U.S. Cosmeceutical Sales Trending Toward $10 Billion


ROCKVILLE, Md.—The cosmeceutical market is rebounding fairly well, according to a new report from Packaged Facts, with a 2-percent growth in 2010 and a 4-percent growth in 2011, lifting U.S. retail sales of cosmeceuticals to $9.7 billion in 2011. The research firm also noted that cosmeceuticals marketers have an opportunity to shine across multiple generations, including Boomers, Gen X-ers and increasingly Gen Y-ers.

How did cosmeceuticals weather the recession? With a little luxury appeal; and, the market's bang-for-the-buck ability to deliver curative and preventative benefits on top of cosmetic ones didn't hurt it either.

Younger generations have grown up immersed in marketing messages making them both appearance-oriented and aware of the importance preventive health care. As a result, Packaged Facts' publisher David Sprinkle said new marketing prospects are opening up at the younger end of the age spectrum, even as aging Boomers open their wallets ever wider to stave off the cosmetic tolls of aging. According to a March 2012 survey by Packaged Facts, 28 percent of U.S. adults purchase anti-aging products, while 15 percent purchase antioxidant products. Of those purchasing anti-aging products, the greatest percentage (39 percent) buys their products at drugstores.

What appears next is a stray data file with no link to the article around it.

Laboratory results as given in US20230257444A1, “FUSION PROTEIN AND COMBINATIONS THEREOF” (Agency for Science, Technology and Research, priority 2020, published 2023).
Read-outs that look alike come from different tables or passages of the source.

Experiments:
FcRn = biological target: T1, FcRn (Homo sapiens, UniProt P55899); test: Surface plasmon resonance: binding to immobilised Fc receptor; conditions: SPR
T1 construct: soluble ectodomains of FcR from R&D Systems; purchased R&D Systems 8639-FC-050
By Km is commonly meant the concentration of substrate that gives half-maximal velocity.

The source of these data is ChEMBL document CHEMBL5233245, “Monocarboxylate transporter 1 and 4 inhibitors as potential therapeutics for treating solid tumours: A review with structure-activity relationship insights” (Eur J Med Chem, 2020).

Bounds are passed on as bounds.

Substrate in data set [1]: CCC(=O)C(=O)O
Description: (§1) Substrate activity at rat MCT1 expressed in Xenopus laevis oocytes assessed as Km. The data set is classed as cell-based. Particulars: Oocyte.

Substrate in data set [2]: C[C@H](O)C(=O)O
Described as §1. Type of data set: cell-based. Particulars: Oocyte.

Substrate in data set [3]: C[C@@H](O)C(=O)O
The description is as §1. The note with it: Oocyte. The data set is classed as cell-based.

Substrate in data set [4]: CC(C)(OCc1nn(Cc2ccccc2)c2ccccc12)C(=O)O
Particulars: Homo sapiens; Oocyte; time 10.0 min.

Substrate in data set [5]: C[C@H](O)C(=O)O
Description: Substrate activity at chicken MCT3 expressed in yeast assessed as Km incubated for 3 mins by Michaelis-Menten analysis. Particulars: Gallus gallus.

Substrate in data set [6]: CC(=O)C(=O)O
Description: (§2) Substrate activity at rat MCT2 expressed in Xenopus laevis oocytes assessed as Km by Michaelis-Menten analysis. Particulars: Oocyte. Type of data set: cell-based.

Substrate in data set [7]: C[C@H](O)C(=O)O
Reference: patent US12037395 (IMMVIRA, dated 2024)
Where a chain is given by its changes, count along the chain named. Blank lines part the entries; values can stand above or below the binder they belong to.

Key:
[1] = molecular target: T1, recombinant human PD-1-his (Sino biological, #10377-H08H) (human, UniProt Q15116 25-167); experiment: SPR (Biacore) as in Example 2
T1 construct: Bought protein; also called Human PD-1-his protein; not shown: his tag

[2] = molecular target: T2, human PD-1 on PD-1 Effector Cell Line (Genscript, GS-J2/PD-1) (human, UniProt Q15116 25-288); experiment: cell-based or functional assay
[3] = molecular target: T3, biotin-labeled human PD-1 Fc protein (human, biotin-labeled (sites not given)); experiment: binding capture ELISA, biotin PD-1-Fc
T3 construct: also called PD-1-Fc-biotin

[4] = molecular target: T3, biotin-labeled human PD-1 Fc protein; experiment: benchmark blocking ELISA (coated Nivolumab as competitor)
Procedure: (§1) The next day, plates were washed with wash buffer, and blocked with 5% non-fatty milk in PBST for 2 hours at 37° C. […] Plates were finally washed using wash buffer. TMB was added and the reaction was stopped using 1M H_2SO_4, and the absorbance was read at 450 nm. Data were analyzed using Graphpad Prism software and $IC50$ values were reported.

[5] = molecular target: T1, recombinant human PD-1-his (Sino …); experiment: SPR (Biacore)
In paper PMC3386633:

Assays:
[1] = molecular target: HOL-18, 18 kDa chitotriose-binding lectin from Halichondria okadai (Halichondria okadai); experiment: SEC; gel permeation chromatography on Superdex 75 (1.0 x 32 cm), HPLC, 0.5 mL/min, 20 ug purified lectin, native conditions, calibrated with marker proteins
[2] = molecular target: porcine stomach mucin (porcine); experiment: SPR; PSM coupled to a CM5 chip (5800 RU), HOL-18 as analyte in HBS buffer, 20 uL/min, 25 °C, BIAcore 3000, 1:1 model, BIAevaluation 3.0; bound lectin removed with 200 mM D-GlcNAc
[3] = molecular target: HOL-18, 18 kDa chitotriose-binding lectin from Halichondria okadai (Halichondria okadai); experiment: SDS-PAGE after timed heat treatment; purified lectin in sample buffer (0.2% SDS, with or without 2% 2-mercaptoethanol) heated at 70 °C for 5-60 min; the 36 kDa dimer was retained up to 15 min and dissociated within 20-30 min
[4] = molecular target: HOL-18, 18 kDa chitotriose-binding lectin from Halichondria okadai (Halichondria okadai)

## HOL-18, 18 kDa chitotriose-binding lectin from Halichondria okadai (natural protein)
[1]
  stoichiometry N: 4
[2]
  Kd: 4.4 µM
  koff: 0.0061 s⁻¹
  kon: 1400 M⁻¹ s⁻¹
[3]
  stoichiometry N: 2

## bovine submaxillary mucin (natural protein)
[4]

Still, cosmeceuticals marketers may take nothing for granted. Given the new budget constraints, shoppers expect the cosmeceuticals they buy to perform, and the faster the better. Thus, any product with a quantifiable “instant gratification" benefit—which has always been a powerful appeal in the color cosmetics category—has an edge. In addition, with the upper end of the market rebounding the fastest, opportunities are greatest for premium mass market and specialty or prestige channel products, expressing pent-up post-recession demand.